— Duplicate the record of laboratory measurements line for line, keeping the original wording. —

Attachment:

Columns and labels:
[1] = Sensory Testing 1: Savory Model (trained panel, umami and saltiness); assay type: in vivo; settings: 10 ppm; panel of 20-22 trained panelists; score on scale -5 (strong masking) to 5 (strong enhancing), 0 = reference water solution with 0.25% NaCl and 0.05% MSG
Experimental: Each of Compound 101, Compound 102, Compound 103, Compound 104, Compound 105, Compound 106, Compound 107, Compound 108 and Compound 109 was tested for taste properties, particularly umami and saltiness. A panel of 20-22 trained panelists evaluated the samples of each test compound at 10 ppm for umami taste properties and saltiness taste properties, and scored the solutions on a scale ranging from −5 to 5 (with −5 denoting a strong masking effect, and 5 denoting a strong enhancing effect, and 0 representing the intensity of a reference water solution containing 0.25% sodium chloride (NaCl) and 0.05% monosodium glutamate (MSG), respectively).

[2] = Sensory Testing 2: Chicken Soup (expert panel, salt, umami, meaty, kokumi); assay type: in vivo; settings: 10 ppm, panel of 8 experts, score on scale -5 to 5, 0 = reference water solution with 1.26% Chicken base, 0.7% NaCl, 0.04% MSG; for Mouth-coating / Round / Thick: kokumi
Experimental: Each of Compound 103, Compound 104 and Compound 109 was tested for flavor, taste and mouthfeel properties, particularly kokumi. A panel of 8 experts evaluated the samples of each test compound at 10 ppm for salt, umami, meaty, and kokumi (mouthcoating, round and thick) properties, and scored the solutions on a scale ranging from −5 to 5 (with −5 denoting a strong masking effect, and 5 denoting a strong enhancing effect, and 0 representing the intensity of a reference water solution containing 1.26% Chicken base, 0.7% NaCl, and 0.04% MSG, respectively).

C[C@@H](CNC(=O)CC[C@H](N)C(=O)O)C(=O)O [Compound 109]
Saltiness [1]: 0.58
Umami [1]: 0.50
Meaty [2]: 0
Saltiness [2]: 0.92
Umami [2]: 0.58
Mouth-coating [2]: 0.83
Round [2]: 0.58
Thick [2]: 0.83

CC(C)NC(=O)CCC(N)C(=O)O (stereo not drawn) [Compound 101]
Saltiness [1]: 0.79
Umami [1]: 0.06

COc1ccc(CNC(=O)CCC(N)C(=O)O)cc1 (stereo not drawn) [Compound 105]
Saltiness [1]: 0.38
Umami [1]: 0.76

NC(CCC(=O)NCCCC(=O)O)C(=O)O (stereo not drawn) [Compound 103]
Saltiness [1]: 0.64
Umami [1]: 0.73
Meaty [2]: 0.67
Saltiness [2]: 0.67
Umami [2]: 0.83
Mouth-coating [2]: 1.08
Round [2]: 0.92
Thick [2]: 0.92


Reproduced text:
Columns and labels:
[1] = Sensory Testing 1: Savory Model (trained panel, umami and saltiness); assay type: in vivo; settings: 10 ppm; panel of 20-22 trained panelists; score on scale -5 (strong masking) to 5 (strong enhancing), 0 = reference water solution with 0.25% NaCl and 0.05% MSG
Experimental: Each of Compound 101, Compound 102, Compound 103, Compound 104, Compound 105, Compound 106, Compound 107, Compound 108 and Compound 109 was tested for taste properties, particularly umami and saltiness. A panel of 20-22 trained panelists evaluated the samples of each test compound at 10 ppm for umami taste properties and saltiness taste properties, and scored the solutions on a scale ranging from −5 to 5 (with −5 denoting a strong masking effect, and 5 denoting a strong enhancing effect, and 0 representing the intensity of a reference water solution containing 0.25% sodium chloride (NaCl) and 0.05% monosodium glutamate (MSG), respectively).

[2] = Sensory Testing 2: Chicken Soup (expert panel, salt, umami, meaty, kokumi); assay type: in vivo; settings: 10 ppm, panel of 8 experts, score on scale -5 to 5, 0 = reference water solution with 1.26% Chicken base, 0.7% NaCl, 0.04% MSG; for Mouth-coating / Round / Thick: kokumi
Experimental: Each of Compound 103, Compound 104 and Compound 109 was tested for flavor, taste and mouthfeel properties, particularly kokumi. A panel of 8 experts evaluated the samples of each test compound at 10 ppm for salt, umami, meaty, and kokumi (mouthcoating, round and thick) properties, and scored the solutions on a scale ranging from −5 to 5 (with −5 denoting a strong masking effect, and 5 denoting a strong enhancing effect, and 0 representing the intensity of a reference water solution containing 1.26% Chicken base, 0.7% NaCl, and 0.04% MSG, respectively).

C[C@@H](CNC(=O)CC[C@H](N)C(=O)O)C(=O)O [Compound 109]
Saltiness [1]: 0.58
Umami [1]: 0.50
Meaty [2]: 0
Saltiness [2]: 0.92
Umami [2]: 0.58
Mouth-coating [2]: 0.83
Round [2]: 0.58
Thick [2]: 0.83

CC(C)NC(=O)CCC(N)C(=O)O (stereo not drawn) [Compound 101]
Saltiness [1]: 0.79
Umami [1]: 0.06

COc1ccc(CNC(=O)CCC(N)C(=O)O)cc1 (stereo not drawn) [Compound 105]
Saltiness [1]: 0.38
Umami [1]: 0.76

NC(CCC(=O)NCCCC(=O)O)C(=O)O (stereo not drawn) [Compound 103]
Saltiness [1]: 0.64
Umami [1]: 0.73
Meaty [2]: 0.67
Saltiness [2]: 0.67
Umami [2]: 0.83
Mouth-coating [2]: 1.08
Round [2]: 0.92
Thick [2]: 0.92